The hospital need not show that the treatment will cure or improve him but only that there is a bona fide effort to do so. This requires the hospital to show that initial and periodic inquiries are made into the needs and conditions of the patient with a view to providing suitable treatment for him, and that the program provided is suited to his particular needs. . . . The effort should be to provide treatment which is adequate in light of present knowledge. Some measures which have therapeutic value for the particular patient may be too insubstantial in comparison with what is available. On the other hand, the possibility of better *294 treatment does not necessarily prove that the one provided is unsuitable or inadequate. ...... Continuing failure to provide suitable and adequate treatment cannot be justified by lack of staff or facilities.. . . [Rouse v. Cameron, 125 U.S. App.D.C. 366, 371-72, 373 F.2d 451, 456-57 (1967) (footnotes omitted).]

All parties agree that the present program of treatment is inadequate by this standard. St. Elizabeths, so far as the record indicates, has neither staff trained in pediatric psychiatry nor regular facilities for the care of autistic children and consequently has been unable to provide properly for appellee's care. She has been placed in a ward with elderly female retardees where she is administered regular doses of sedative medication. Citing the hospital's lack of facilities, appellee's attending physician, a clinical director at the hospital, testified that St. Elizabeths was an inappropriate environment for treating the appellee and that the hospital could not provide indefinitely for her maintenance.

Whether the trial court may, without the District of Columbia's consent, order a patient removed from this jurisdiction at the public expense to a better suited private hospital[12] is a question of first impression in this jurisdiction. The Code does not expressly grant such authority and in Lake v. Cameron, supra, the Circuit ordered the government "to review and exhaust available resources of the community". Since the Code provides no express answer and considering the important matters of policy which are at issue here together with the difficulty of ameliorating the myriad, often confusing legislative expressions found in the Code concerning the care of the mentally ill, we believe an attempted solution on the record before us would be improvident and premature.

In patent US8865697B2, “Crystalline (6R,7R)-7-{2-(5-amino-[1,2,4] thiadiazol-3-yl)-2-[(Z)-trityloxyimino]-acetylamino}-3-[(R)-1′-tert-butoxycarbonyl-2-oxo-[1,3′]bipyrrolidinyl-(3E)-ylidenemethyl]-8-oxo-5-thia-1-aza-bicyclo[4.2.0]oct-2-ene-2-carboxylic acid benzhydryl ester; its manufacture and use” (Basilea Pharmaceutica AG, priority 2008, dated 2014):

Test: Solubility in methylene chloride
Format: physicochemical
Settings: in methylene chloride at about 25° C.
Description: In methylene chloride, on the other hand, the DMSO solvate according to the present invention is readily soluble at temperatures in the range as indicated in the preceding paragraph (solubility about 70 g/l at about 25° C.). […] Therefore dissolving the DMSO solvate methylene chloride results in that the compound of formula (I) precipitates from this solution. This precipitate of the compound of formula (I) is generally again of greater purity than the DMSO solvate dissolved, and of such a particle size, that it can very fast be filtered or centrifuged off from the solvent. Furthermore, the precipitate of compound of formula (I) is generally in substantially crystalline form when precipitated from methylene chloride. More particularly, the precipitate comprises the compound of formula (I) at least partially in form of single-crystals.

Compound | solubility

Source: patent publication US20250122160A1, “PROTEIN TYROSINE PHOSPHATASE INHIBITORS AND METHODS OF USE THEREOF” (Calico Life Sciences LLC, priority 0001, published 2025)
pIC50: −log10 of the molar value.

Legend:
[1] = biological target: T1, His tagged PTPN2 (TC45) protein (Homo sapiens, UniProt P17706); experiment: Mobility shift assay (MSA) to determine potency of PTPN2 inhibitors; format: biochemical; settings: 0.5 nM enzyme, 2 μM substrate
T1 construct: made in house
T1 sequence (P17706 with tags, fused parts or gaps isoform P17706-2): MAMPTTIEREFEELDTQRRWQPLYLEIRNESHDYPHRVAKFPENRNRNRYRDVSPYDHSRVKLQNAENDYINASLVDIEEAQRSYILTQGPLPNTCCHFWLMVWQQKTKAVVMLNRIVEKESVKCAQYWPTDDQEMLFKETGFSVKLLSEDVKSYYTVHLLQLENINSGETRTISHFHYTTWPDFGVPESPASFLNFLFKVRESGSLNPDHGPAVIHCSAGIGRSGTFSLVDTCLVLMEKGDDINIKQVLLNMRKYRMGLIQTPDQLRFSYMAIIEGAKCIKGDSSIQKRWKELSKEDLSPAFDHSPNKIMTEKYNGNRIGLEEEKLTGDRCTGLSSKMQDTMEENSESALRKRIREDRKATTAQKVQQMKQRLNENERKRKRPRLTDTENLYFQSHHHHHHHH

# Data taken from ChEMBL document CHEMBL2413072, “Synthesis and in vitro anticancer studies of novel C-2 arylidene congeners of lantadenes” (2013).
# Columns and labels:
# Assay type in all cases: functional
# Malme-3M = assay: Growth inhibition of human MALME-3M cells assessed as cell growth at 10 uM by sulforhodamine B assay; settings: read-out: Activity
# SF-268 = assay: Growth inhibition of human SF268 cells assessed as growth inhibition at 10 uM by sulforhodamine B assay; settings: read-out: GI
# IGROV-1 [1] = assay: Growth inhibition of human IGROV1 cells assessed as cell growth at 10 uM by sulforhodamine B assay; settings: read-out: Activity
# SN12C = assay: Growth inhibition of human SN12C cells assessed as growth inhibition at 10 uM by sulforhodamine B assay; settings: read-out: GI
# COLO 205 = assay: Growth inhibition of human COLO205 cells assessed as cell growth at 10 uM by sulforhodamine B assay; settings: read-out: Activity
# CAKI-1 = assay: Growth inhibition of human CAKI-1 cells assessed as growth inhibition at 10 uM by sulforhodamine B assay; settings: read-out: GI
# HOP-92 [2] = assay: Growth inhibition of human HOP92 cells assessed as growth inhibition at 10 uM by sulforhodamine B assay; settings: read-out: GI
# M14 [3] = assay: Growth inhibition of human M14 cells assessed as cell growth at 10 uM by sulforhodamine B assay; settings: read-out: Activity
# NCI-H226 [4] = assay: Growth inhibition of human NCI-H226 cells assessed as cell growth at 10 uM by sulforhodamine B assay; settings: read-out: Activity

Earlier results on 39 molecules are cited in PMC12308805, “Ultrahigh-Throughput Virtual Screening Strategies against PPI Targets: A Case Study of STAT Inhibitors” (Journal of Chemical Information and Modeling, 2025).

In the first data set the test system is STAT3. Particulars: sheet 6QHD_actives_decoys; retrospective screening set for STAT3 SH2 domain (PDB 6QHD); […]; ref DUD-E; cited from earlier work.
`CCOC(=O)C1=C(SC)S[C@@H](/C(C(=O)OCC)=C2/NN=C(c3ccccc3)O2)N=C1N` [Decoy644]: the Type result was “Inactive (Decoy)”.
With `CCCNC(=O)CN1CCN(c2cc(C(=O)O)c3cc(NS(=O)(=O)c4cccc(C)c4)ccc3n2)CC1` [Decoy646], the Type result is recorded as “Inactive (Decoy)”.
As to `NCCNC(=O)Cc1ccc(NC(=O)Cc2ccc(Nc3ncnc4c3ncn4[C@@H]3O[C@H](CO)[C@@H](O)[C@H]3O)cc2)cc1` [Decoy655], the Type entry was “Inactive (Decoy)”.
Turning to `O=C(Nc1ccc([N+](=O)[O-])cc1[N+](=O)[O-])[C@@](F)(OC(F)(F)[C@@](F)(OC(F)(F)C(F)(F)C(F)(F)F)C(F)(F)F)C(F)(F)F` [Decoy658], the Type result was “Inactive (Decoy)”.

Even assuming for purposes of discussion that where no reasonable program of treatment is available in the community the trial court may have power over the objection of the District government[13] to order the patient treated outside the jurisdiction, it should refrain from the exercise of that power until the District is given formal notice of the apparent inadequacy of local treatment and facilities and allowed ample opportunity to design a program of alternate local care utilizing the full wealth of facilities and services which are available to it within the jurisdiction. Cf. Rouse v. Cameron, supra at 373, 373 F.2d at 458. That opportunity has not yet been had. Although *295 District employees were called to testify earlier, the District of Columbia was not represented by counsel prior to filing its motion to intervene after it received the order of May 7, 1975, ordering it to provide for appellee's care at the Rhode Island facility. We note that the District upon entering the proceeding directed its attack primarily at the court's residency finding. We note also, that the court rejected overtures by both the District and the Committee for additional time in which to find an alternative arrangement for appellee's treatment. It is of course clear that the trial court, with the aid of the parties and representatives of District agencies, did devote substantial time to consideration of alternative placements, and that H.J.B. has had to remain at St. Elizabeths pending the outcome of these appeals.

The public's as well as the patient's interest must be examined. D.C.Code 1973, § 21-545. The public interest requires that a request for the commitment of an inordinate amount of public funds to the treatment of a single patient be accorded the closest administrative and judicial scrutiny and calls for a search for an acceptable alternative if we are to preserve the right to suitable treatment for the great majority of mentally ill whose needs may be of equal importance but much less costly. The strain upon the ability of this and other cities to supply services for those whose circumstances force them to seek public assistance is a problem of sizeable and unsettling proportions. Taking into account the considerable share of the District's funds appropriated for the mentally ill that would have to be committed so that this one patient may be treated at the Bradley facility, we are compelled to remand the case so that the District may be permitted the full opportunity to propose a program of care which may be reasonably suited to appellee's need for treatment in light of the District's capability and the overall demands of the many other mentally ill that the District may justifiably be called upon to meet. The District also shall make such argument as it deems appropriate regarding the authority of the court to order out of state treatment at its expense, over its objection.